Yes, mechanical things can do it but specific practice is key. He needs to get the “feel” of the game situation. He’ll make adjustments.

thanks guys

great points

I’ll monitor how much he’s throwing from a mound in game like situations…I do think that might have something to do with it because they dont’ throw from the mound that often between starts

So, they “pitch” on flat ground and rarely practice on a mound, then the coach expects them to be able to put all of the timing elements together when they’re suddenly put on one. How is that skill going to be developed if they don’t actually do it?

Below is an image I made to show some differences between throwing on flat ground vs a mound. If you want to discuss it in any detail, email me at Or we can chat on MSN Messenger (same address).

Agreed DM it’s tough but part of it is facilities available to them. The coaches are really challenged in this respect. I love the coaches on this team because they really have a lot of energy and really try to teach the kids.

I’ve recognized that it’s night and day throwing off a mound and flat surface so I’ve taken it upon myself to find at least 1 or 2 days a week for him to pitch a 30-40 pitch bullpen at a local field with a mound. That has certainly helped a bit with his control around the plate…throwing strikes…because he didn’t walk anyone. However, the command still needs work because like I said way too many balls were up in the zone.

The good thing is the kid realizes the difference between pitching off a mound and flat surface and realizes it’s not helping a great deal just throwing flat surface.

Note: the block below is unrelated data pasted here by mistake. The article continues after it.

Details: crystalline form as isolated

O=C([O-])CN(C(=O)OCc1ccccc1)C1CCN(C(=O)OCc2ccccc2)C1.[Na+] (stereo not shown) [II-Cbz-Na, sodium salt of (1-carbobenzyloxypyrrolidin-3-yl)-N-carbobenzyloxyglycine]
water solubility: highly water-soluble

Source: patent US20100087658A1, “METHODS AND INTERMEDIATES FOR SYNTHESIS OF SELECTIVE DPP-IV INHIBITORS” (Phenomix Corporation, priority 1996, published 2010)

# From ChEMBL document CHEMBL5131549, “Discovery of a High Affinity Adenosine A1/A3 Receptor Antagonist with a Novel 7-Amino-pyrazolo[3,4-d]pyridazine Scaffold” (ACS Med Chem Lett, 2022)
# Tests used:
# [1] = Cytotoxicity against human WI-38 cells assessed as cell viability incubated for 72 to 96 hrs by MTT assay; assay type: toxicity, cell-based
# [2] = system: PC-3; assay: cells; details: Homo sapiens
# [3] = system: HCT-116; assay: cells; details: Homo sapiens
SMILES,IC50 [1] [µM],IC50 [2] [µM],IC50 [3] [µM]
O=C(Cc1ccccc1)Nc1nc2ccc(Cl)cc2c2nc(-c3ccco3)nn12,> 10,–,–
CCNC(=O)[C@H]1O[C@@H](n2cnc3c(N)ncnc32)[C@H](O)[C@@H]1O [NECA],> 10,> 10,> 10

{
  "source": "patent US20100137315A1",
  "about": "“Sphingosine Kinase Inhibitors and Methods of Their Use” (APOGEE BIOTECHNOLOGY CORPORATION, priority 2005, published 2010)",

The surface condition that your son performs off of can influence his pitch(s). Take for example this mound below…

More often than not, he’ll be standing and looking down at these conditions:

And these conditions can influence his form and posture… before/during/after his delivery.

If your son’s pivot foot is in a hole… his toe will be pointed downward and at that place in time he’s already behind in the count … before he’s even started his pitch. Try digging a hole in your back yard and placing YOUR pivot foot in it. Noitice your toe pointing downward… thus shifting your weight to one side as you try to throw.

Also, even a well groomed mound or pitching surface requires good stride leg discipline(sd). Too many youngsters and head coaches in the youth game take this stride leg for granted and not giving it the credit that it deserves for influencing control issues… up-down… left-right accuracy.
The picture below will give you some guide on the stride leg’s contribution to control issues.

And last but not least… what TARGET is your son concentrating on? He should NOT be pitching to an abstract of the catcher/umpire/batter. He should focus on the mitt, the catcher’s mask, top of the catcher’s knee, etc. and all that depends on the pitch at hand and his control issues on any given day. FOCUS ON A TARGET … some pitchers find it helpful to start with the catcher’s mask and then work from there.

Best wishes with your son’s progress…

Coach B.